Financial Privacy in ‘The Maxims of Wall Street’

I have several pages in “The Maxims of Wall Street” on financial privacy and the importance of maintain a low profile.

Christmas is less than two weeks away. If you would like to buy one or more copies of “The Maxims,” order them today. Only $20 for the first copy, and $10 for all additional copies. I sign all books and mail them at no additional charge inside the United States. Order at

P.S. I will be holding a subscribers-only teleconference at 2 p.m. EST on Dec. 21 entitled “How To Profit from the Fed’s Disaster Plan.” The event is free for all my subscribers, but you have to register here to be able to attend. Don’t miss out!

Good investing, AEIOU,

Mark Skousen

You Blew It!

Nation’s City Council Votes to Eliminate Bus Fare

“There’s always free cheese in a mousetrap.” — Congressman H. R. Gross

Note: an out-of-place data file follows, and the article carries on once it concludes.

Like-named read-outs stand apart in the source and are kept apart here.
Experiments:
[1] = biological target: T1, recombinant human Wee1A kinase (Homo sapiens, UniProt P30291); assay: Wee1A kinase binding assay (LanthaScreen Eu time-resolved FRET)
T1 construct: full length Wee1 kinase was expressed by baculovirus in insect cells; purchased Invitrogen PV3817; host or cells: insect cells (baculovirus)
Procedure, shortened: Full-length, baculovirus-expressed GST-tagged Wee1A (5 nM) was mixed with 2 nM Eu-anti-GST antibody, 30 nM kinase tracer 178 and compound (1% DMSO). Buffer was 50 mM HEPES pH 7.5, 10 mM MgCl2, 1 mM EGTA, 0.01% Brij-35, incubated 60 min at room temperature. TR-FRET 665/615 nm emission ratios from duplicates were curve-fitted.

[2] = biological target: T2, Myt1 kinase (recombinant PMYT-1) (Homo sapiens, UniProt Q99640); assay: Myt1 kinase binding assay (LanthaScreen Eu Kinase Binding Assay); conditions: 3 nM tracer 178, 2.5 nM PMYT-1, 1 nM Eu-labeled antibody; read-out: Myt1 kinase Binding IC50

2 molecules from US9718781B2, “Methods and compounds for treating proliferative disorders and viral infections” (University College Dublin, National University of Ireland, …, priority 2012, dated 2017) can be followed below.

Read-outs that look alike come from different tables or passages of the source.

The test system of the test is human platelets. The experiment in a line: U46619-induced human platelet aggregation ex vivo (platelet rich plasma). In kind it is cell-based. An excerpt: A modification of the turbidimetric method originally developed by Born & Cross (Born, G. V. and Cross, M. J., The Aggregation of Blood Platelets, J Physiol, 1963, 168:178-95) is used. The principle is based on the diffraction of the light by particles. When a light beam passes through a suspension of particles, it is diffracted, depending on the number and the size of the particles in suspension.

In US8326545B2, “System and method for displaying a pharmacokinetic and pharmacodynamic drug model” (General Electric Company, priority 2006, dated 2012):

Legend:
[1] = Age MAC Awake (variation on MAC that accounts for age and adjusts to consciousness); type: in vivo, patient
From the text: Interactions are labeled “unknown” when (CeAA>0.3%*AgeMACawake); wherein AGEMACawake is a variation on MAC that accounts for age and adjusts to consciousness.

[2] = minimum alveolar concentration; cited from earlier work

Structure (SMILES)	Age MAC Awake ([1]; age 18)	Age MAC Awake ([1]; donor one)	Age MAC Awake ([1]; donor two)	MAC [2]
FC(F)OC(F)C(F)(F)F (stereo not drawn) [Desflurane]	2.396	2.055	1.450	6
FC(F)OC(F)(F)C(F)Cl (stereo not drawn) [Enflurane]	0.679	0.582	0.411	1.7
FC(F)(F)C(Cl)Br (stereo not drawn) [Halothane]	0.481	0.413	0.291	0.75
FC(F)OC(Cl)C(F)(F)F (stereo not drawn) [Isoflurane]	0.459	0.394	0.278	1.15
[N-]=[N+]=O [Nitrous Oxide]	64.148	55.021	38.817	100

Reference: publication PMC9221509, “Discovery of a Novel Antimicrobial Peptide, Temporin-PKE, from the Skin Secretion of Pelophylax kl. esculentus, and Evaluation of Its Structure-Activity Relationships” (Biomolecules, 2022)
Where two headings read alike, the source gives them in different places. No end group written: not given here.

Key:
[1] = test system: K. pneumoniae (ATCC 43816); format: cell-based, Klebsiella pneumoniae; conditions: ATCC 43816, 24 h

Earlier this year, the Washington D.C. City Council voted unanimously to make bus transportation free in the city, to encourage downtown business and evening activity.

But, of course, nothing is free. Taxpayers will foot the bill, amounting to an estimated $42 million a year. The Washington Metropolitan Area Transit Authority currently faces a budget deficit of $185 million.

Mayor Muriel Bowser has also promised repeatedly to end homelessness in the nation’s capital and has already spent $31 million to get people off the streets and another $114 million to improve local shelters.

But I suspect that the free bus fares will only increase the appeal of the homeless to move to Washington D.C..

The Unintended Consequences of Socialism

In my economics classes at Chapman University, I always warn students about the dangers of offering “free” college tuition and “free” medical services or any other valuable commodity or service. It always results in abuse, fraud, overuse of resources, higher taxes and an entitlement mentality.